The Wisconsin Supreme Court’s ruling that there were no violations of campaign finance laws by Gov. Scott Walker’s anti-recall campaign and conservative groups continues to stir controversy on both sides. The ruling in the “John Doe” case effectively halted further investigation of the alleged collusion.
In a scorching commentary supporting the ruling, The National Review Online said the investigation of alleged violations was nothing short of a “witch hunt” perpetrated by state Democrats. A report in the Wisconsin State Journal noted that the Wisconsin court’s majority described the investigation as a “dragnet” involving “highly publicized raids” of private homes.
But a piece in the LaCrosse Tribune focused on the failure of several state Supreme Court justices to recuse themselves, although they had benefited from millions of dollars in campaign spending by the same conservative groups at the center of the case. Prosecutors might have the option to appeal the ruling in federal court, the Tribune suggested, citing legal experts who named the U.S. Supreme Court’s 2009 ruling in the landmark Caperton case as a possible precedent.
In the same Tribune piece a conservative legal scholar disagreed, noting that “if elected judges had to recuse themselves from cases involving groups that donate to their campaigns, then so would judges who were targets of campaign spending,” according to the report. Rick Esenberg of the Wisconsin Institute for Law and Liberty told the paper that if a broad view of the Caperton decision were adopted, “‘it’s basically impossible to have judicial elections’ because there will always be an array of political parties supporting or opposing judges.”
The Wisconsin Supreme Court ruled on Thursday there were no violations of campaign finance laws by Gov. Scott Walker’s campaign and conservative groups in 2011 and 2012 recall elections, likely ending a state campaign finance investigation. Justice at Stake Campaign Deputy Executive Director Liz Seaton made the following statement:
“Wisconsin’s state Supreme Court justices should never have had to find themselves in the position of hearing a case involving groups that spent millions to help elect some of them. When this happens, it goes to the core of current problems plaguing elections of judges.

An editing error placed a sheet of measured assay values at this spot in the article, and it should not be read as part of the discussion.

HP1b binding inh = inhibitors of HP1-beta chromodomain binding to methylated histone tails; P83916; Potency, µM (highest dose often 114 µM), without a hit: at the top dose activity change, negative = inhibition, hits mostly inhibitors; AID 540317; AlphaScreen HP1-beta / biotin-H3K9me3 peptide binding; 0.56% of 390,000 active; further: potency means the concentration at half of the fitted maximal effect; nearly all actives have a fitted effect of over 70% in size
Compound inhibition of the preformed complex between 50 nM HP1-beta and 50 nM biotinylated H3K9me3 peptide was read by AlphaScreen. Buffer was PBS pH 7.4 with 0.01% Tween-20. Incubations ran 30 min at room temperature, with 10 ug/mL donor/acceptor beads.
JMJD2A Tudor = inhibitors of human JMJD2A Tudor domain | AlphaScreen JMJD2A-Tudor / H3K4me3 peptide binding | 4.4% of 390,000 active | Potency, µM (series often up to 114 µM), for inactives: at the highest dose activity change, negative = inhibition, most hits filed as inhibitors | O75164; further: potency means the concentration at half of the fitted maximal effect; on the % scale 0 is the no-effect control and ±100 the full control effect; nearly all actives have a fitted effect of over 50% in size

“With this newest controversy, the Wisconsin Supreme Court becomes a national example for those urging a serious look at reforms to minimize the influence of money in politics in judicial selection. Where states elect their judges, these reforms must include robust judicial recusal rules.”
There are more legal ripples involving a federal appeals court judge who, when he was the focus of an investigation by the Justice Department’s ethics unit several years ago, established a legal defense fund (see Gavel Grab).
The National Law Journal reports (in an article available by searching Google), “Judge Bybee Recusal at Center of Doctor’s Suit Against Hospital.” It says a doctor who is suing the hospital where he formerly practiced contends that Judge Jay Bybee of the Ninth U.S. Circuit Court of Appeals influenced a court panel ruling adverse to the doctor even though Bybee, after initially declining a request by the doctor to recuse from the panel in the case, later did step aside. Read more
Both the prosecution and defense involved in former House Speaker Dennis Hastert’s criminal proceedings have given notice they do not object to U.S. District Judge Thomas Durkin continuing to preside over the case.
Judge Durkin had openly discussed issues that might lead a party to seek his recusal when he presided over Hastert’s arraignment earlier this week (see Gavel Grab). They included his donating, as a lawyer in private practice, $1,500 to Hastert congressional campaigns and his having worked in private practice with Hastert’s son. The judge said he was confident he could handle the case impartially.
According to Politico, Judge Durkin will continue to preside over the proceedings against Hastert.
The federal district court judge conducting former House Speaker Dennis Hastert’s arraignment, who as a private lawyer had donated $1,500 to Hastert campaigns, openly addressed issues about fair and impartial courts on Tuesday.
Judge Thomas Durkin, according to Politico, “announced at the hearing that he was provisionally recusing himself due to several personal and family ties to Hastert, Hastert’s relatives and the Republican Party, as well as lawyers on both the defense and prosecution teams.” He also said that if both sides concurred, his recusal could be waived. The judge said he was confident he could be impartial.
The Washington Post reported on the proceeding in a somewhat different manner, saying Judge Durkin “acknowledged that the potential appearance of a conflict of interest created grounds for disqualification. Durkin gave Hastert and prosecutors until Thursday to review his disclosures and determine whether to waive his offer to step aside.”